Drop that arched brow. Skeptics, believe: Microblading is the best thing that has happened to eyebrows since Cara Delevignge.
I wouldn’t consider myself as a typical beauty girl, but I do have a very precious relationship with my eyebrows, having discovered early on that shaping them immediately gives my face a certain feel, a certain attitude. For as long as I can remember, I’ve tended to their naturally sparse existence every morning, willing them to grow thicker and look more visible on their own, otherwise with the help of a battery of brow products through the years.
While scrolling through Instagram a few months ago, an unceremoniously cropped photo of well-groomed, well-combed brows stopped me dead in my tracks. It was a sponsored post about microblading, apparently the biggest thing that has happened to eyebrows since Cara Delevignge’s bushiness put ours to shame in 2011. I have no clue how Instagram tapped into my deepest, darkest desire for full arches since #eyebrows had never been in my Insta history, but that moment proved IG’S creepy brilliance at targeted marketing, and one that had me googling until I was convinced enough to let someone take a sharp blade near my eyes.
Microblading is associated with the less scientific-sounding, more decorous phrase “eyebrow embroidery,” but don’t confuse it with the scraggly, Sharpie-esque eyebrow tattoos of yore. Though microblading is essentially similar to an eyebrow tattoo in that pigments are deposited into incisions on the surface of the skin, where it differs is in its verisimilitude. While eyebrow tattoos tend to be opaque, arched fragments that often turn a weird tinge of blue over time, microblading mimics actual hair—their direction, growth, color and thickness—resulting in “tattoos” that look as feathery as the real thing.
Given that artistic technique is clearly of utmost importance, I chose Momoi Supe of Strokes for his microblading expertise (starts at P14,000, Greenbelt 1; cel. no. 0916 774 9497), and not least because of his background in makeup artistry and interior design (the cosmetic understanding of faces is an obvious winning factor for any microblading artist, but an educational comprehension of proportions is a huge bonus as well). Momoi has been practicing microblading since November 2015 and has traveled extensively and trained with experts from Russia, Germany, Israel and Singapore.
Before going under Momoi’s blade, I consulted with Sean Clores of Strokes, who’s in charge of shaping clients’ arches. This consultation is the most important part of the microblading process that you can actively be a part of: While Sean will measure your face and map out your ideal brows according to the phi ratio, it’s ultimately up to you to decide how you want your eyebrows to look like. I was very specific with mine, coming in with my brows drawn so they could see how I usually do it.
Once we settled on the shape and placement, a strong topical anesthetic was applied to the area, and while waiting for it to take effect, I dozed off on a La-z-boy in the adjacent room while another aesthetican gave me the Yumi Lash Lift (details at left). After waking up with gloriously curled lashes, under Momoi’s hands I went.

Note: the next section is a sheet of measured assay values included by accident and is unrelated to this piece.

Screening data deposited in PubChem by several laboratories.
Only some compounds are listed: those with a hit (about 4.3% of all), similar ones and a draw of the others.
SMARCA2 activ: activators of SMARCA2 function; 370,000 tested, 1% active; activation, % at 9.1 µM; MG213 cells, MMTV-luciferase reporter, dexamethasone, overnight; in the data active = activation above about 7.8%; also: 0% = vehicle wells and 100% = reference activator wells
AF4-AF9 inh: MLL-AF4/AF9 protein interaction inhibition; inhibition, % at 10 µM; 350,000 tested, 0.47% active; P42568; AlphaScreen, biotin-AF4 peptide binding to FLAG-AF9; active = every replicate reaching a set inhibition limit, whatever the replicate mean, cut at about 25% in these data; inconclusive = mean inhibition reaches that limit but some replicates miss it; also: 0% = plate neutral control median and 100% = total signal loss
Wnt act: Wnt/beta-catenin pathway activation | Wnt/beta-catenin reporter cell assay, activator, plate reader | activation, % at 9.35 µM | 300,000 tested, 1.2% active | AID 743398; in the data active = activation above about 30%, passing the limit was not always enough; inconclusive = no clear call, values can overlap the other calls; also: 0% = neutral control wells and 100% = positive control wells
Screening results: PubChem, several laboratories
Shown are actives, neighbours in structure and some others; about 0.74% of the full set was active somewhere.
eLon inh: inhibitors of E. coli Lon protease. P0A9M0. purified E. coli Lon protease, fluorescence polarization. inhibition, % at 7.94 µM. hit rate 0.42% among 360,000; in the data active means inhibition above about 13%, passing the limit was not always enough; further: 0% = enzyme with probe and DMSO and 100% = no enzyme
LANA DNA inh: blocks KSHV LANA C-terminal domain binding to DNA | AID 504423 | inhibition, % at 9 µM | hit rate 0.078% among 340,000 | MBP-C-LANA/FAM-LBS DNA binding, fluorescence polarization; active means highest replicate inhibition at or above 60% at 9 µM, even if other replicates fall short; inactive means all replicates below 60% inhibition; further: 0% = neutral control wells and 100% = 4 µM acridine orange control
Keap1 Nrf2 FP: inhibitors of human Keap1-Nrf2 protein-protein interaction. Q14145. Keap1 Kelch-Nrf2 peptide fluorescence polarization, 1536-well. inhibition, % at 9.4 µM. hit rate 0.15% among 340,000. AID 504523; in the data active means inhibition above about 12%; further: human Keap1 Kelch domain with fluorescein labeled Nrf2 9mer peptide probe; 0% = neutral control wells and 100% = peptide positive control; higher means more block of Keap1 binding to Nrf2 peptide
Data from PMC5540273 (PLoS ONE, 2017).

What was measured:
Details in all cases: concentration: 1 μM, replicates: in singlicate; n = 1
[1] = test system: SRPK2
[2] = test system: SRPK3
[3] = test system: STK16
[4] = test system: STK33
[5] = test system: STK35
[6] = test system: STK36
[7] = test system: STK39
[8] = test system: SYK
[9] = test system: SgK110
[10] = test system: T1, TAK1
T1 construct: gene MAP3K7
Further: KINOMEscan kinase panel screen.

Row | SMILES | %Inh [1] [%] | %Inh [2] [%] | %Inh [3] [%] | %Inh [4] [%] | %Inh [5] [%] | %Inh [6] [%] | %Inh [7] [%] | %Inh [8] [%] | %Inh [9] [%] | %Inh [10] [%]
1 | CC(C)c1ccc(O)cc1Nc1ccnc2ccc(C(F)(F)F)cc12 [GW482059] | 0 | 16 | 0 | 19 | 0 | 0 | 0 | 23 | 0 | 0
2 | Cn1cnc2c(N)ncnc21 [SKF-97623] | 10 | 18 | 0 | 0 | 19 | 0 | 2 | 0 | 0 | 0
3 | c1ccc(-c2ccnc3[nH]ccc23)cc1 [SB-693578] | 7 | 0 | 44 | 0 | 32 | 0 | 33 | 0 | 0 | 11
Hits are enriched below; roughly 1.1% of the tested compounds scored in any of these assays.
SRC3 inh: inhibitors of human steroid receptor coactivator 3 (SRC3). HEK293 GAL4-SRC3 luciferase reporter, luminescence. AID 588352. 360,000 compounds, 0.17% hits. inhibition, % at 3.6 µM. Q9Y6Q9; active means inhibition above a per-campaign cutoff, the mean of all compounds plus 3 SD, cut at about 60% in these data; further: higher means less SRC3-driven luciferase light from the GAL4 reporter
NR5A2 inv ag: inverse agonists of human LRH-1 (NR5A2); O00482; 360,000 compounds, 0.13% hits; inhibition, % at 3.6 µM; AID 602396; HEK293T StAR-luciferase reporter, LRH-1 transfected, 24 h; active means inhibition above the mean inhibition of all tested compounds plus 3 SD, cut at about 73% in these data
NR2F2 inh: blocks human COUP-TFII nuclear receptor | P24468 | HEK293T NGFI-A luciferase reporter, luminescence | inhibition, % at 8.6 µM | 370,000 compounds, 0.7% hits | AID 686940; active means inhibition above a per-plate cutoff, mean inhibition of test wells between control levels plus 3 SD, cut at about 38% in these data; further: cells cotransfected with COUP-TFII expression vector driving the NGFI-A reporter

Is microblading painful, you ask? More weird, I’d confess—i could feel the blade carving its way into my dermis with an icky scraping sound, but there was no pain whatsoever, just an overall unsettling sensation, amped up by knowing what Momoi was doing to my face. I could feel every stroke, but Momoi made me feel at ease by chatting me up the whole time, and it was totally fine for me to move my face and reply since the brow blueprint was already drawn right there on my face.
Momoi finished the first batch of incisions, pigment was deposited (I brought my fave eyebrow pencil so they could approximate the shade), then a second go was done. After a few rubs here and there to absorb excess pigment, I was done. I tried to quell all blaring thoughts of disaster as I sat up and inched my way to the selfie-lighted mirror— can you feel the anticipation?!—and when I saw myself, I just went, “Oh. My. God.” Not only did I look like I had sprouted perfectly grown strands on my brow bones, the area also wasn’t red or inflamed considering what it just went through. I felt so good, I didn’t hesitate to go out for drinks right after! The topical anesthesia did wear off after about an hour, and I had to tell people not to make me laugh because I didn’t wanna lift my brows as they felt tender and sore. But that was it for the pain—totally negligible.
Aftercare consisted of the Softap Recoverall Ointment, which sealed in the pigment, and moisturized and healed my skin. I applied it numerous times daily during a strict seven-day period, when I was also forbidden to wet my arches, perspire too much, or pick at any scabs that inevitably formed on the area. I did the aftercare ritual with the same religious fervor I did drawing in my brows, and weeks later, I still get surprised whenever I catch my perfectly arched self in the mirror first thing in the morning. I made a ceremony out of putting my brow products away, which I hope not to use again in the next year or two when my new brows could last with proper care.